We love Baltimore and it saddens all of us to see what has transpired in the last few days. The senseless acts of vandalism, looting, arson and destruction of our own neighborhoods, in addition to violent attacks against innocent by-standers and the public servants of our city, have nothing to do with justice and everything to do with the depravity of the sinful human heart. Any claim to be concerned about justice cannot be taken seriously while a CVS is burnt to ashes and cinderblocks are thrown at keepers of the peace.
The criminal behavior that has caught international media attention, has nothing to do with supporting a grieving family (the family has already condemned the violence). It has nothing to do with honoring the memory of a deceased loved one (only a small fraction of the protesters even know who Freddie Gray is). Even less are these disgraceful acts about social programs, better education, or equal opportunities. Rather, this is what happens when the fear of lawful authority is removed and we are allowed to peer into the darkness of the heart.
Over the next few days and weeks we will hear much from the media, community leaders, friends and family about what the root of the problem is in Baltimore.
It’s fair to acknowledge that I can relate to some of the frustration young people feel.
There were clear violations of department policy and many are still waiting for answers about what happened during the 30-minute ride to the police station.
There is also significant tension that exists between law enforcement and many of our urban youth, who are under the impression that they are assumed guilty until proven innocent. As a teen, I was never involved with drugs or gangs but I still remember being surrounded by police cars while reading a book outside of my building, having an officer point a gun at my back while walking home from a game of bowling and being stopped numerous times for no apparent reason.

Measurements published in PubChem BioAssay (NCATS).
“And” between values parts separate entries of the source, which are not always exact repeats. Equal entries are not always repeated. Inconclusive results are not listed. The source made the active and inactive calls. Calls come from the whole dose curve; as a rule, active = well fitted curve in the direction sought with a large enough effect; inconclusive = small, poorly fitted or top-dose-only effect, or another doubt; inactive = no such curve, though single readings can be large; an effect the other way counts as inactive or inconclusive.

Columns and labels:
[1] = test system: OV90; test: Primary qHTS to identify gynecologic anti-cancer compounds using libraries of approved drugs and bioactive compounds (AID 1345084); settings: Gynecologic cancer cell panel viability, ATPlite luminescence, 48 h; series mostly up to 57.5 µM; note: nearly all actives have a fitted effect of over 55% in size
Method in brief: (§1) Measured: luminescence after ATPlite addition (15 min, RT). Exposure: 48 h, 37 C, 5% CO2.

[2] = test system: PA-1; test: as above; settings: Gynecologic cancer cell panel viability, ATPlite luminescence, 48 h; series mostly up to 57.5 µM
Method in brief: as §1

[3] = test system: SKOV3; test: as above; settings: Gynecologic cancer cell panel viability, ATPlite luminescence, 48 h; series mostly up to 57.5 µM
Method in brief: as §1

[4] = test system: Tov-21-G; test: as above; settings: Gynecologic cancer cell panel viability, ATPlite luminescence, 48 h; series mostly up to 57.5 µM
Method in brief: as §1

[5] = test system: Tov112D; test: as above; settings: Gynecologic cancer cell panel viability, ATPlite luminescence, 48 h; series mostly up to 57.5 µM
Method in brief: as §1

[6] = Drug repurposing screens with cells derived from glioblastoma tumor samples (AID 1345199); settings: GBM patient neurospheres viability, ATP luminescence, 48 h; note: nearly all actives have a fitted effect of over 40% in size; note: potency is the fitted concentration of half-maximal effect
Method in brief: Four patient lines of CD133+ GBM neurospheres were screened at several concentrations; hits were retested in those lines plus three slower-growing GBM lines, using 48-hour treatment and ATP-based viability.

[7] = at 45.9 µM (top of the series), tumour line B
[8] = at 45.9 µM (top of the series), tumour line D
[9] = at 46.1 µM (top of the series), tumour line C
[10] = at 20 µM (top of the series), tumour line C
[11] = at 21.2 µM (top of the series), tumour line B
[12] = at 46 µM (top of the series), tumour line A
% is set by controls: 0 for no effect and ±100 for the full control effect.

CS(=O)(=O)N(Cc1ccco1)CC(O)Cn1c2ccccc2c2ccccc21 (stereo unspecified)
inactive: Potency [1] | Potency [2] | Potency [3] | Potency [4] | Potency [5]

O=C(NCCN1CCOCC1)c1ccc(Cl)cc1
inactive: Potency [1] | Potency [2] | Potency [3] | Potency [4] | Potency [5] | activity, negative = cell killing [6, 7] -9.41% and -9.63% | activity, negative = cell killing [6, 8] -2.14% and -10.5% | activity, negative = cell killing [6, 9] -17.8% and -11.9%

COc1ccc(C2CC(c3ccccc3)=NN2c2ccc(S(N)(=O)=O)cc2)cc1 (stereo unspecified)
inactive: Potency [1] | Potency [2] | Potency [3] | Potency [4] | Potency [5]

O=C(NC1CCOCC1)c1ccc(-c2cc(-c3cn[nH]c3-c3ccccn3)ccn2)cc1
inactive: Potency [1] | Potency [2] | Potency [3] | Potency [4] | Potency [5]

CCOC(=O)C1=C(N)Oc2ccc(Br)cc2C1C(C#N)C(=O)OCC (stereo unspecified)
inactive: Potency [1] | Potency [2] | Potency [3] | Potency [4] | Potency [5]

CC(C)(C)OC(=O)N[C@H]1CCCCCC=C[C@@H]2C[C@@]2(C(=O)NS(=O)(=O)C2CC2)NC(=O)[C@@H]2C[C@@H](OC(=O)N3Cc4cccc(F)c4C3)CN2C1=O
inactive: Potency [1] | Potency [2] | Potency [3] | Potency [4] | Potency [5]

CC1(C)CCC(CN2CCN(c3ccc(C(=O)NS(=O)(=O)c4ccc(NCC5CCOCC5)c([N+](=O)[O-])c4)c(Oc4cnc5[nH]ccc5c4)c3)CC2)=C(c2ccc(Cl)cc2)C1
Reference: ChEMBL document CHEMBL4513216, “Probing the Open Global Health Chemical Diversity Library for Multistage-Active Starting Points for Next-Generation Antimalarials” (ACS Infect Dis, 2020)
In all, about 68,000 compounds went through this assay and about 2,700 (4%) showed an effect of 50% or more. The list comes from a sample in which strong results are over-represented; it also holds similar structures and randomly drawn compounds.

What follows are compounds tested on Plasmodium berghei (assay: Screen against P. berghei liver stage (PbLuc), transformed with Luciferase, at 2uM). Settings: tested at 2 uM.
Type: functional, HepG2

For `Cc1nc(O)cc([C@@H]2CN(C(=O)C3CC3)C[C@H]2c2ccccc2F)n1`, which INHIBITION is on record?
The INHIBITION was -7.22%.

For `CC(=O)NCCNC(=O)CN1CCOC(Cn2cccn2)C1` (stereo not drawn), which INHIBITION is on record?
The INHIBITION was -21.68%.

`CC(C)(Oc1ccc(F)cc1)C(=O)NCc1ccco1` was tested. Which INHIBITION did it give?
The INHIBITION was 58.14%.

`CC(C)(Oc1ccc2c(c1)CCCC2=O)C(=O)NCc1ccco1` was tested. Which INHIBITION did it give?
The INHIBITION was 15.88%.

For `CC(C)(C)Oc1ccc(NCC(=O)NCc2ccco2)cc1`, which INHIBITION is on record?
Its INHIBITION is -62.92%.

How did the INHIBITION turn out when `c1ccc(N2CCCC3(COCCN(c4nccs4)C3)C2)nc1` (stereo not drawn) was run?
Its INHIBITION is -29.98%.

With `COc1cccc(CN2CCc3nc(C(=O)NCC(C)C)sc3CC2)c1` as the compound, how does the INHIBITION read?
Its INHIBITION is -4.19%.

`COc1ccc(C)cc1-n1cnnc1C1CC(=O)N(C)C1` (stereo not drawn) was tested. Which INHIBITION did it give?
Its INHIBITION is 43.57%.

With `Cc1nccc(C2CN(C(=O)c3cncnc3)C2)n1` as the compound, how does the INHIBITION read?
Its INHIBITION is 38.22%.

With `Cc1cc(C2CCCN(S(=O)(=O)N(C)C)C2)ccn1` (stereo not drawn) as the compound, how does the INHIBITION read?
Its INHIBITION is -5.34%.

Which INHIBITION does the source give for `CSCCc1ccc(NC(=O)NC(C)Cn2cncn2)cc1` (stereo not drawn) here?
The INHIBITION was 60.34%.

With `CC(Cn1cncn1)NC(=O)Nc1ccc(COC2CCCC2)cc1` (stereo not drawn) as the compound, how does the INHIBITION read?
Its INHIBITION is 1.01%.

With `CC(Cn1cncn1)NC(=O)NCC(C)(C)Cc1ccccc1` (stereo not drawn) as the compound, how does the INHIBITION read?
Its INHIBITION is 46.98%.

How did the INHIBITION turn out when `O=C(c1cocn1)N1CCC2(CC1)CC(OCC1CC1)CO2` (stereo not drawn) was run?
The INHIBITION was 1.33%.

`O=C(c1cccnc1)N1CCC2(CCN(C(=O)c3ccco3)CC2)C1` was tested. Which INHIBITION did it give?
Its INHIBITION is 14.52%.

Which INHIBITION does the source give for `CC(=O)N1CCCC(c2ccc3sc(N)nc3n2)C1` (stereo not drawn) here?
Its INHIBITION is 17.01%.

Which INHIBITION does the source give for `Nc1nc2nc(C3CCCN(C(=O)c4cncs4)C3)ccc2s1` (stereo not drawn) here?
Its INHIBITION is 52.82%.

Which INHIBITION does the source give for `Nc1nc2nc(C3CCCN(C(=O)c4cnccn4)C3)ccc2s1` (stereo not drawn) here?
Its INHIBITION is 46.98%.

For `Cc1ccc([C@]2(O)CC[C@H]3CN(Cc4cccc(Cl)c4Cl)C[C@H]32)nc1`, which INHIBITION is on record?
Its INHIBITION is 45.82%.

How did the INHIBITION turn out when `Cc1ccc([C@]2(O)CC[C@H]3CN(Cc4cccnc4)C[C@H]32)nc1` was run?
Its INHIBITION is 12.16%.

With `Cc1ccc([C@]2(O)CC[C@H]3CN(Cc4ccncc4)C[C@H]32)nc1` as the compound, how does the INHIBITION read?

But I also have a deep respect and appreciation for the difficult and dangerous work that officers are expected to do. They are often required to size up a situation in seconds and those that look suspicious usually are (how many people run from cops who are not guilty?). It is an extremely difficult job and there are many honorable men and women in uniform. The Scriptures make it very clear that our responsibility is to honor and obey our governing authorities.
The picture of cop cars being set on fire, while their belongings are paraded around as trophies, says much more than what people think about the police. Ultimately it communicates what they think about God and their desire to throw off His authority. This is what they would do to God if they could get to Him.
Romans 13:2 Therefore whoever resists authority has opposed the ordinance of God;
But even solving this tension between citizens and law enforcement is not the root of the problem. Jesus addresses where the heart of the problem really lies.
Mark 7:21-23 For from within, out of the heart of men, proceed the evil thoughts, fornications, thefts, murders, adulteries,22 deeds of coveting andwickedness, as well as deceit, sensuality, envy, slander, pride andfoolishness.23 “All these evil things proceed from within and defile the man.”